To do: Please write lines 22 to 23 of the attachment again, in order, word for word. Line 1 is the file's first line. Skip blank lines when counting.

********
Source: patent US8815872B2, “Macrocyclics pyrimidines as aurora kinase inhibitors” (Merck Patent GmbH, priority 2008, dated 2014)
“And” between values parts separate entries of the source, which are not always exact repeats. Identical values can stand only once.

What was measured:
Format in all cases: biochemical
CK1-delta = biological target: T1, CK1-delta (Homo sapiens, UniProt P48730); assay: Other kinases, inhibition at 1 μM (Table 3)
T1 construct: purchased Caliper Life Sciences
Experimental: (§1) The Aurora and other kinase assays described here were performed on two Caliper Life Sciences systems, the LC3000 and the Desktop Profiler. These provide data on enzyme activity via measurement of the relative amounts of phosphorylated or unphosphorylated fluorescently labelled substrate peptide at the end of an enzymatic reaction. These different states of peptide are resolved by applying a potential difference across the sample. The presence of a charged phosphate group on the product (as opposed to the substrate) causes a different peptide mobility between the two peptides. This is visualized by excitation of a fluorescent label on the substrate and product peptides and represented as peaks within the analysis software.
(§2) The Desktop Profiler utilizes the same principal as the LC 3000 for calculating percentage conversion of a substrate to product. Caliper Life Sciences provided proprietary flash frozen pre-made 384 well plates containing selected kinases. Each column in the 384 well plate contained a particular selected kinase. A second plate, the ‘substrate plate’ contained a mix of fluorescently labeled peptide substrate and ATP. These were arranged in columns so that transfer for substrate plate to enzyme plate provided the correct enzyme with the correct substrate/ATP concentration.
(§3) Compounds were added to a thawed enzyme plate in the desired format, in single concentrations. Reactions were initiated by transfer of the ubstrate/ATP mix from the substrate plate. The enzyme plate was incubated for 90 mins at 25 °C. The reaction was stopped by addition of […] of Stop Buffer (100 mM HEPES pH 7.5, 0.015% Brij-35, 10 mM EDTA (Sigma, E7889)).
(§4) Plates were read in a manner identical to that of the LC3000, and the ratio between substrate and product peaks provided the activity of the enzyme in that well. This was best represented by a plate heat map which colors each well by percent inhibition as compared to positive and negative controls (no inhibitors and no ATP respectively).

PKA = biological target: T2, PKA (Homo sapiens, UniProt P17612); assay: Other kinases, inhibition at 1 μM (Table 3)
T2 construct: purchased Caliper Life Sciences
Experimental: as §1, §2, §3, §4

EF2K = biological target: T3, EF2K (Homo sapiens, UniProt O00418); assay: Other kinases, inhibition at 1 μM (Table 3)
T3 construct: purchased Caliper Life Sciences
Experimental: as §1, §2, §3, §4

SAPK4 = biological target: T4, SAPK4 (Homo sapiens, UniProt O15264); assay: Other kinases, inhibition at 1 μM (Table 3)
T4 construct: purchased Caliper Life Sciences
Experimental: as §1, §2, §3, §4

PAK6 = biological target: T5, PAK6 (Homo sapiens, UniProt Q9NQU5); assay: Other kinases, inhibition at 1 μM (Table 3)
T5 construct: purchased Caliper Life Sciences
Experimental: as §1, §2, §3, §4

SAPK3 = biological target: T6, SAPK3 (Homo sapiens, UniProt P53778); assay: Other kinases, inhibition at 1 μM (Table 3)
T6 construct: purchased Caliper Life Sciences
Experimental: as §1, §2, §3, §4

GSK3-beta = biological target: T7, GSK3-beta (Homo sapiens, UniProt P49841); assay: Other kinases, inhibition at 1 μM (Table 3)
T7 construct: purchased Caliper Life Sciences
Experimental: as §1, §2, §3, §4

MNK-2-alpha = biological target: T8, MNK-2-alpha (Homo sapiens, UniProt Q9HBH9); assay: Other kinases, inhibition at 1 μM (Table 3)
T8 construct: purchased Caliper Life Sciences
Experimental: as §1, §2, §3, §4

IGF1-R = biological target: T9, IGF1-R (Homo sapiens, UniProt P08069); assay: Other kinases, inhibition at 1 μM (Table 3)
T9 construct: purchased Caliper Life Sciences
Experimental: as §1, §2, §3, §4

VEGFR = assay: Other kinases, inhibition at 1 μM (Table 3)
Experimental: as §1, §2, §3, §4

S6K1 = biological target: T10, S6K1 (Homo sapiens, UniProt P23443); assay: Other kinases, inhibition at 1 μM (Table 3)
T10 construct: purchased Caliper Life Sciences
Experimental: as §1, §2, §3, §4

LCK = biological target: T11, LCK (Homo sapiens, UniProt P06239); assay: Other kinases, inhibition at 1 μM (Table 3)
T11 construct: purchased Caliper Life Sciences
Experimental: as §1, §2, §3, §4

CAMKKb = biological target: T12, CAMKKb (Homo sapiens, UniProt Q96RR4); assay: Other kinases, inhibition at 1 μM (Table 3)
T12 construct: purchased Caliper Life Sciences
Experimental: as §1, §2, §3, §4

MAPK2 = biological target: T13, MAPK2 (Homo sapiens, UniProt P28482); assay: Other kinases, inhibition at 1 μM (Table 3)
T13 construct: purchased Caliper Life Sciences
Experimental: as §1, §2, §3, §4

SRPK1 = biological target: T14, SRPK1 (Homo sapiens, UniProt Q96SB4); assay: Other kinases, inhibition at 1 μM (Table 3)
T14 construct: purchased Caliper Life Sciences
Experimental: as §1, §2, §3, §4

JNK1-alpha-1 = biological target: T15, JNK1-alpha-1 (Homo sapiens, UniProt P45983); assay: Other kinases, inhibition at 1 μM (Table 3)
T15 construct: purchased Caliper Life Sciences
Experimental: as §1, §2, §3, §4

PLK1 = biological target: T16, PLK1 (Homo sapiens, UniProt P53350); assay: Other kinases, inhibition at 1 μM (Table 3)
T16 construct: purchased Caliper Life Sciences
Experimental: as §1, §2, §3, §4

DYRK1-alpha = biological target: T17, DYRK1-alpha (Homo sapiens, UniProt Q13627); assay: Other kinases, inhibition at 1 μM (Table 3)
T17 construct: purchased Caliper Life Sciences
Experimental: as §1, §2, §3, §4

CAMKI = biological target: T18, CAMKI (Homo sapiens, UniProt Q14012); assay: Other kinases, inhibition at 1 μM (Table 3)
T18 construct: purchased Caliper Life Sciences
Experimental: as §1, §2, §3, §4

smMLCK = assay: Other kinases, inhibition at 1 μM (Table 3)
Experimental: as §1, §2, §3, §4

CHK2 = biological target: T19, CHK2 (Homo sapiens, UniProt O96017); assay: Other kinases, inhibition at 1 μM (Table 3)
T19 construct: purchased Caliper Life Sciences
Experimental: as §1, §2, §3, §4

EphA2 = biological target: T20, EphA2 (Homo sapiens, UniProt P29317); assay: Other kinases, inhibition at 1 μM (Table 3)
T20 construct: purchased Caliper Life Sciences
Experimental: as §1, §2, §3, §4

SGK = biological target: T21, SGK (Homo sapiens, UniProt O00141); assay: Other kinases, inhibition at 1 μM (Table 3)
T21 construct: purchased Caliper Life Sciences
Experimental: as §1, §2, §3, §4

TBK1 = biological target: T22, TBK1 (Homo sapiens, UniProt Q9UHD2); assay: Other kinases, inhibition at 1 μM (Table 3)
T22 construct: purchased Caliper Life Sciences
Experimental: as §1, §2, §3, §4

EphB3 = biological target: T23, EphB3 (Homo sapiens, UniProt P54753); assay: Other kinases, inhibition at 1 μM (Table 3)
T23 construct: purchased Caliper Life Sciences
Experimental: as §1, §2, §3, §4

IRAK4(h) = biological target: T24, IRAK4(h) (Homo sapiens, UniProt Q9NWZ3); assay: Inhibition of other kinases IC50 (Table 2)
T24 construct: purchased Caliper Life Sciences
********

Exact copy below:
Experimental: as §1, §2, §3, §4

SAPK3 = biological target: T6, SAPK3 (Homo sapiens, UniProt P53778); assay: Other kinases, inhibition at 1 μM (Table 3)